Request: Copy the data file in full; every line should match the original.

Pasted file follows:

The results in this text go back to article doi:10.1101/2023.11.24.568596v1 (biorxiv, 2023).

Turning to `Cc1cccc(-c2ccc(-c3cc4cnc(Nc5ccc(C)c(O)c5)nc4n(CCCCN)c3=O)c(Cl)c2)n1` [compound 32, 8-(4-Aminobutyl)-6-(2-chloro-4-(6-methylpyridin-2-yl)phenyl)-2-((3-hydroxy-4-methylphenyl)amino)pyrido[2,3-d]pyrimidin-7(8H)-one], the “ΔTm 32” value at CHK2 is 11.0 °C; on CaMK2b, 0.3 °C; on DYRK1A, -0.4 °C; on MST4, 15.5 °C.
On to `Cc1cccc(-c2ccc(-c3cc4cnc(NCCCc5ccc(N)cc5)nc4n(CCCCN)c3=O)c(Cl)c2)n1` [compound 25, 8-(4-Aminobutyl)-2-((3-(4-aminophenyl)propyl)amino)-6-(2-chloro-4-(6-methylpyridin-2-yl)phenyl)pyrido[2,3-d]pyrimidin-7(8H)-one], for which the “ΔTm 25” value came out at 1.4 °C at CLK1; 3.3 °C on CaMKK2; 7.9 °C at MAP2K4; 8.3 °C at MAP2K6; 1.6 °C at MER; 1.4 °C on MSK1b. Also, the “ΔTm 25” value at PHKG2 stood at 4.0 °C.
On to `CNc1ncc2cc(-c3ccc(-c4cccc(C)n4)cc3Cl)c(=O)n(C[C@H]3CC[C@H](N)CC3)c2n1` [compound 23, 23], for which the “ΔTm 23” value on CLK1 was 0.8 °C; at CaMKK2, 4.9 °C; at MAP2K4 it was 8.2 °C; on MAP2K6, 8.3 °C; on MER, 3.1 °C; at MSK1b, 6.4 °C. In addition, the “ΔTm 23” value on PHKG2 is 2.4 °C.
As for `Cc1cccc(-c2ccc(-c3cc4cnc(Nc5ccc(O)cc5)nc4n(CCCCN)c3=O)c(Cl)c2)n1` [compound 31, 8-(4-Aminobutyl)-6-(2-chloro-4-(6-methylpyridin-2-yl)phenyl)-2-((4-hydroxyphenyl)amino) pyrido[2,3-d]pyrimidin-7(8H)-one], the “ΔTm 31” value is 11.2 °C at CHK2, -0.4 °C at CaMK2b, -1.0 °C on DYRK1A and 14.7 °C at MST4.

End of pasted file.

The results in this text go back to article doi:10.1101/2023.11.24.568596v1 (biorxiv, 2023).

Turning to `Cc1cccc(-c2ccc(-c3cc4cnc(Nc5ccc(C)c(O)c5)nc4n(CCCCN)c3=O)c(Cl)c2)n1` [compound 32, 8-(4-Aminobutyl)-6-(2-chloro-4-(6-methylpyridin-2-yl)phenyl)-2-((3-hydroxy-4-methylphenyl)amino)pyrido[2,3-d]pyrimidin-7(8H)-one], the “ΔTm 32” value at CHK2 is 11.0 °C; on CaMK2b, 0.3 °C; on DYRK1A, -0.4 °C; on MST4, 15.5 °C.
On to `Cc1cccc(-c2ccc(-c3cc4cnc(NCCCc5ccc(N)cc5)nc4n(CCCCN)c3=O)c(Cl)c2)n1` [compound 25, 8-(4-Aminobutyl)-2-((3-(4-aminophenyl)propyl)amino)-6-(2-chloro-4-(6-methylpyridin-2-yl)phenyl)pyrido[2,3-d]pyrimidin-7(8H)-one], for which the “ΔTm 25” value came out at 1.4 °C at CLK1; 3.3 °C on CaMKK2; 7.9 °C at MAP2K4; 8.3 °C at MAP2K6; 1.6 °C at MER; 1.4 °C on MSK1b. Also, the “ΔTm 25” value at PHKG2 stood at 4.0 °C.
On to `CNc1ncc2cc(-c3ccc(-c4cccc(C)n4)cc3Cl)c(=O)n(C[C@H]3CC[C@H](N)CC3)c2n1` [compound 23, 23], for which the “ΔTm 23” value on CLK1 was 0.8 °C; at CaMKK2, 4.9 °C; at MAP2K4 it was 8.2 °C; on MAP2K6, 8.3 °C; on MER, 3.1 °C; at MSK1b, 6.4 °C. In addition, the “ΔTm 23” value on PHKG2 is 2.4 °C.
As for `Cc1cccc(-c2ccc(-c3cc4cnc(Nc5ccc(O)cc5)nc4n(CCCCN)c3=O)c(Cl)c2)n1` [compound 31, 8-(4-Aminobutyl)-6-(2-chloro-4-(6-methylpyridin-2-yl)phenyl)-2-((4-hydroxyphenyl)amino) pyrido[2,3-d]pyrimidin-7(8H)-one], the “ΔTm 31” value is 11.2 °C at CHK2, -0.4 °C at CaMK2b, -1.0 °C on DYRK1A and 14.7 °C at MST4.